Sex-lethal autoregulation requires multiple cis-acting elements upstream and downstream of the male exon and appears to depend largely on controlling the use of the male exon 5′ splice site

Jamila I. Horabin, Paul Schedl

Research output: Contribution to journalArticle

88 Scopus citations

Abstract

The on/off state of the binary switch gene Sex-lethal (Sxl), which controls somatic sexual development in Drosophila melanogaster, is regulated at the level of alternative splicing. In males, in which the gene is off, the default splicing machinery produces nonfunctional mRNAs; in females, in which the gene is on, the autoregulatory activity of the Sxl proteins directs the splicing machinery to produce functional mRNAs. We have used germ line transformation to analyze the mechanism of default and regulated splicing. Our results demonstrate that a blockage mechanism is employed in Sxl autoregulation. However, in contrast to transformer, in which Sxl appears to function by preventing the interaction of splicing factors with the default 3′ splice site, a different strategy is used in autoregulation. (i) Multiple cis-acting elements, both upstream and downstream of the male exon, are required. (ii) These cis-acting elements are distant from the splice sites they regulate, suggesting that the Sxl protein cannot function in autoregulation by directly competing with splicing factors for interaction with the regulated splice sites. (iii) The 5′ splice site of the male exon appears to be dominant in regulation while the 3′ splice site plays a subordinate role.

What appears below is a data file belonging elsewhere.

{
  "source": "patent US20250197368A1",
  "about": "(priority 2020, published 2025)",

Original languageEnglish (US)
Pages (from-to)7734-7746
Number of pages13
JournalMolecular and cellular biology
Volume13
Issue number12
DOIs
StatePublished - Dec 1993

All Science Journal Classification (ASJC) codes

  • Molecular Biology
  • Cell Biology

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